How to calculate and implement value-based pricing
You probably get the drift by now, but you need to collect a lot of data for value-based pricing.
Here’s exactly what you need to do:
1. Identify and analyze buyer personas
Buyer personas are a fictionalized representation of your ideal customer. Your product will most likely fit the needs of many different types of customers, which means you should create multiple buyer personas. You can define your buyer personas by thinking about their personal background, role in the company, daily challenges, expectations from leadership, etc. Once you have defined buyer personas, talk about them as if they are real people in meetings.
2. Survey and talk to your customer base
Value-based pricing is from qualitative and quantitative data. Collect customer data by surveying customers on how much they would pay and which features and benefits they value most in your product. Buyer personas come into play here because your surveys need to target a specific audience. Sending out surveys to a random sample of people won’t result in quality data. One thing to keep in mind, since people are taking time out of their day to answer the survey, keep it short and simple.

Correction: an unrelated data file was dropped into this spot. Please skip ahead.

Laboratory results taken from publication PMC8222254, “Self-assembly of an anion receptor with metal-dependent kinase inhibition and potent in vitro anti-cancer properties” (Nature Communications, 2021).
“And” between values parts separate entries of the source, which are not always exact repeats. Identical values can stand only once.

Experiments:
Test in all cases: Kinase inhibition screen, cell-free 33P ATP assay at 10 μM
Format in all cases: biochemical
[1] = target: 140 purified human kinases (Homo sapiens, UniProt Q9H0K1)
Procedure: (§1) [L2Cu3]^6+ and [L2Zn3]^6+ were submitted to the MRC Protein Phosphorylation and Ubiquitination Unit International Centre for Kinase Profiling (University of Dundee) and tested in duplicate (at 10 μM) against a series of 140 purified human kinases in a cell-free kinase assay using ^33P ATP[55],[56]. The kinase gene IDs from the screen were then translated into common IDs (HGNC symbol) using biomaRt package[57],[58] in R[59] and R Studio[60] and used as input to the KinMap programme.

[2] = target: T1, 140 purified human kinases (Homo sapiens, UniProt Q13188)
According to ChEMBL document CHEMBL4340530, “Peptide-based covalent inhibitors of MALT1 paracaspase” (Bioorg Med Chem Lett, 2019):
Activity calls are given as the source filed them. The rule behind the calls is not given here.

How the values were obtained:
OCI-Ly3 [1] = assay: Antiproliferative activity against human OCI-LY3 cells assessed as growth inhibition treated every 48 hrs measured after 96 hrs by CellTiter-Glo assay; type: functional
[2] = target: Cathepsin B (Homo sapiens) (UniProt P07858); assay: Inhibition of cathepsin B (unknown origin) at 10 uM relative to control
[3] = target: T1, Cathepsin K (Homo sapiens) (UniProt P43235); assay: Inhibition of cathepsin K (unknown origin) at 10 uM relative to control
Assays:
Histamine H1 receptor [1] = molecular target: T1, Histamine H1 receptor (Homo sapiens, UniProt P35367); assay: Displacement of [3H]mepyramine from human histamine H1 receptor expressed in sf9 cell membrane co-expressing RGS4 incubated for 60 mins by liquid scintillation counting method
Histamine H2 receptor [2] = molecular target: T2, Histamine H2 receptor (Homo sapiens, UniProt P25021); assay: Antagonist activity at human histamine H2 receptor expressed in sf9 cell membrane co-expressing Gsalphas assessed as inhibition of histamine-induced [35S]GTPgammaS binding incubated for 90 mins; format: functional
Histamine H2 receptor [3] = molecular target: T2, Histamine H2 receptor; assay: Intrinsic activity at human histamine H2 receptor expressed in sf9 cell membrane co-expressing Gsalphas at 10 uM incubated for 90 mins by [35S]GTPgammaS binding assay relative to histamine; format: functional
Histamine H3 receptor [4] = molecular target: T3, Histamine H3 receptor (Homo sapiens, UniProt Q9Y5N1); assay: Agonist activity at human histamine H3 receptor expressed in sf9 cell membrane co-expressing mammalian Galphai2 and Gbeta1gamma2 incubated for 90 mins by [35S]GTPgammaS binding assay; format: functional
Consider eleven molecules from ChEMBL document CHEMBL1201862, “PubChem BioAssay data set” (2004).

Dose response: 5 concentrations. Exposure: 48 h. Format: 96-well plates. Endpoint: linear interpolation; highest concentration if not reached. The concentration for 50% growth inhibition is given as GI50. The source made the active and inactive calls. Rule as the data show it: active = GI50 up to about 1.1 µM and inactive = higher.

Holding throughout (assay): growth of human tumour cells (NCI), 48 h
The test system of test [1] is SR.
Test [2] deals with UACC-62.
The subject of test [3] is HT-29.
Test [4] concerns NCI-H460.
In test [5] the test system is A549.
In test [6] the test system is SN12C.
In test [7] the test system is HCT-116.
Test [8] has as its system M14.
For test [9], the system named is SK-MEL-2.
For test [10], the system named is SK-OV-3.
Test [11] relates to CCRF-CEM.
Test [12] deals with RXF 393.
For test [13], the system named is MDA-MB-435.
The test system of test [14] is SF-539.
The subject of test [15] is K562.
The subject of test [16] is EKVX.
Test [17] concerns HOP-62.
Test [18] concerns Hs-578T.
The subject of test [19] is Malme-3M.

3. Analyze data to build tiers and bundle packages
Once you have all this data, put it to good use. Analyze the patterns, features, benefits, and price points your different buyer personas value in your product. Create tiers and pricing packages based on these patterns. By offering a range of packages in your pricing plan, you appeal to a greater audience, at the same time as giving yourself the opportunity to upsell to clients further down the line.
4. Test and review
Pricing is a process. You need to test out this data and strategy before it’s totally implemented. Consider trying it out on a small selection of clients first, before applying it to your entire client base. If it doesn’t work, then go back to the drawing board. Not getting it perfect the first time is normal, but just proves how hard this process can be.